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Lorige: watches or car part?

18.02.2021

Haute horology and motorsport have long been a match made in heaven. Collaborations between racing and the watch industry are everywhere. Some watches have even been in the car with the drivers during a race. Can you get any closer to the sport? How about a watch that’s built out of a recycled part of an LMP2 car? That’s exactly what motorsport racers Emeric Paraud, Clement Etienvre and Philippe Dumas had in mind when they founded the watch brand Lorige. Their first timepiece? A watch with a case built out of a used carbon brake pad.

 
Lorige: watches or car part?

Clement, how did you come up with the idea behind Lorige?

When Philippe, Clement and I started out we all had backgrounds in motorsport. I was a technician with Oak Racing working with LMP2 cars on a daily basis. When we started out, we weren’t really watch enthusiasts, but we were very passionate about our profession and about motorsport. The problem with motorsport is that it’s not easy to take it with you everywhere or every day. You can’t wear a racing overall into a meeting. But you can wear a watch. Many watches have been inspired by motorsport, but we wanted to take it a step further.

Clement, how did you come up with the idea behind Lorige?

This watch’s case is drilled out of a brake pad. How does that work?

Well, it’s definitely not an easy process. When we came up with the idea, we faced a huge challenge, and to be honest the idea was a bit crazy. The fact is that a carbon brake pad is built to slow down a race car at very high speeds, so it’s very heat resistant but it also needs to wear down which means it isn’t the strongest material. In its original form, it’s definitely not meant to be used by the watch industry. Once the case for the watch is drilled out of the pad, which happens in multiple drilling sessions, the case is then treated by a series of chemical and mechanical processes, which we have patented.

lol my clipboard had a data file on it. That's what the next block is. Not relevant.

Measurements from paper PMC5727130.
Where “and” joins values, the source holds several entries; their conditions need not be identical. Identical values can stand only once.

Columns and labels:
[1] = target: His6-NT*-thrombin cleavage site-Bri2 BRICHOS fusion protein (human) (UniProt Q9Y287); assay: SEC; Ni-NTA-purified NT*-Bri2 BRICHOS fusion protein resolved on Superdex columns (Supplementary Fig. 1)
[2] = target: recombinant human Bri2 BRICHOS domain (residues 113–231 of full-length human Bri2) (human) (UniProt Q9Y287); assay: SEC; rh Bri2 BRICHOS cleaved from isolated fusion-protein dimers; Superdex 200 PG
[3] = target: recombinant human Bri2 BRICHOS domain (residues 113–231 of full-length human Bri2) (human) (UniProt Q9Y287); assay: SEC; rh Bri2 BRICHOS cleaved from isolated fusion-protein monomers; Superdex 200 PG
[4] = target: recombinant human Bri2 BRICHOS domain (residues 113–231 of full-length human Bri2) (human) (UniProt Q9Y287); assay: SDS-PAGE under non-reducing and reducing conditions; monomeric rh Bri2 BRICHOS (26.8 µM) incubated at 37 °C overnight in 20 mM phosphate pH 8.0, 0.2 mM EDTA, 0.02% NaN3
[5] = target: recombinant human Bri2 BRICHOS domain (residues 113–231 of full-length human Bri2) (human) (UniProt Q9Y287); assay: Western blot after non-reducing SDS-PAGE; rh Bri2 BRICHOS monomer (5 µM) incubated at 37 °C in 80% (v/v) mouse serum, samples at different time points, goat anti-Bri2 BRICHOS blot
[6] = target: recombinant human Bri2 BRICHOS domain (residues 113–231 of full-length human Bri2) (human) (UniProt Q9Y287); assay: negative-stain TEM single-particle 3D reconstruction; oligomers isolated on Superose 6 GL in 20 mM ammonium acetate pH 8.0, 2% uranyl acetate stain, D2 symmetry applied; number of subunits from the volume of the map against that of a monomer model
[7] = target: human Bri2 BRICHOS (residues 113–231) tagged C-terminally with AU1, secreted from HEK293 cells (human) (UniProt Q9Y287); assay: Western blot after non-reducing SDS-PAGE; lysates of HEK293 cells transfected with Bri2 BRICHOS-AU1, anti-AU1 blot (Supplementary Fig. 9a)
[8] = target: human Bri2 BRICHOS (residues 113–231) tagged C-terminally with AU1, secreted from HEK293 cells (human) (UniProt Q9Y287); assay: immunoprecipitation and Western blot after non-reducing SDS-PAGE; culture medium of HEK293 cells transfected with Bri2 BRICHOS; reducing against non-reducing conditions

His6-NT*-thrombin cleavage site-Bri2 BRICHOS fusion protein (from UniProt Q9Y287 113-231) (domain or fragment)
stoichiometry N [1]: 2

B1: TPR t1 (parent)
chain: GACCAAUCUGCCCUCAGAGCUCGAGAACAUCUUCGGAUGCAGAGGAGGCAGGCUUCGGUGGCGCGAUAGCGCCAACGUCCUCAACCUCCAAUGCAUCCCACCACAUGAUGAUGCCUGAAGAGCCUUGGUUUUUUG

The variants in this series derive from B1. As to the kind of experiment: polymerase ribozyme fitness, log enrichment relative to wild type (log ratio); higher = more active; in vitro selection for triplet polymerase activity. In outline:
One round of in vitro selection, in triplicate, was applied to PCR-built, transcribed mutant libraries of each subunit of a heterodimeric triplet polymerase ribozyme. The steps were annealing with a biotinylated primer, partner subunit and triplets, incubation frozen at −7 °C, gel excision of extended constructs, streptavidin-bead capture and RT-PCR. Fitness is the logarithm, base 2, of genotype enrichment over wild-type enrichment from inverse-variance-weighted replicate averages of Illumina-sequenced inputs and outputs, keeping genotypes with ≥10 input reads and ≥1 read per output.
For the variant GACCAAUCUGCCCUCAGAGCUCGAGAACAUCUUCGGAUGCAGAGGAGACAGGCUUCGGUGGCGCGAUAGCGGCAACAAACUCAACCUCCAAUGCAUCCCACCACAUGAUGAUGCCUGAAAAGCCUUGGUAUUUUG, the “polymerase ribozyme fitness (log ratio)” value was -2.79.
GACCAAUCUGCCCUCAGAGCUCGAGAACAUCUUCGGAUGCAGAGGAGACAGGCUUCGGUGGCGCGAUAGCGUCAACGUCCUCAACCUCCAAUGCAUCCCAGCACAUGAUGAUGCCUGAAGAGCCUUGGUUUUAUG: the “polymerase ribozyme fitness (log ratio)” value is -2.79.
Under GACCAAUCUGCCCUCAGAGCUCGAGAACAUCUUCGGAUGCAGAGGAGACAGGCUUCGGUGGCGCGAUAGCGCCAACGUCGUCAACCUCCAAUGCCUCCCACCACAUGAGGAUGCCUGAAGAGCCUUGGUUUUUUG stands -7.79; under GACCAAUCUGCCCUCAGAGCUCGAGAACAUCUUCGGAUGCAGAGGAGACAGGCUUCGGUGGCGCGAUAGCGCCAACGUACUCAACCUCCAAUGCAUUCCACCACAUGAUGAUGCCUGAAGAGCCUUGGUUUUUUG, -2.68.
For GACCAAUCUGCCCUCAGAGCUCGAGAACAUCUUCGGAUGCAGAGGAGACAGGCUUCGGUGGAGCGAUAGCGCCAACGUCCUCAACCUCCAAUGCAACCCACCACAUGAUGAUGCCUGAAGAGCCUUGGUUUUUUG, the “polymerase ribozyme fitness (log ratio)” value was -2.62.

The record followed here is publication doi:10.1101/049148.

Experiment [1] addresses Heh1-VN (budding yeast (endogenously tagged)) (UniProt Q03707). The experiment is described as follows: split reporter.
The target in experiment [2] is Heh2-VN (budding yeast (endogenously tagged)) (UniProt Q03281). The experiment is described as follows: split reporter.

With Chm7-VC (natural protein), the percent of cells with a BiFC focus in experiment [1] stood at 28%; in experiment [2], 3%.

This watch’s case is drilled out of a brake pad. How does that work?

How long does it take to create the watch?

Every case we make takes about a week to be created from the raw material, the brake pad, to the finished product. However, that is just the case. For the actual watch and movements, we rely on Swiss manufacturers to assemble and produce the watch. It’s also worth mentioning that on the top of the case we’ve also developed our bespoke watch movement.

Does the customer know from what team or car his watch originated?

Yes, that’s the idea. Every customer gets a special certificate. At the moment we’re working with various teams from which we retrieve our materials. At this point, we’re only working with LMP2 teams but in the near future, we’re also looking to expand to hypercars as it will become the new top-tier category. Although Motul doesn’t have a direct connection to watches, the brand is actually closely related to the Lorige watch as our RBF700 fluid would’ve been most likely responsible for pushing the brake pad into the disc.

How long does it take to create the watch?

What does a brand like Motul mean to you?

I’ve been using Motul for a very long time. I built a drift car in the past and used all Motul products with it. Also working with an LMP2 team means that I’m no stranger to 300V, so the brand has been a part of my life on a daily basis. On top of that, It’s a staple in the industry altogether.

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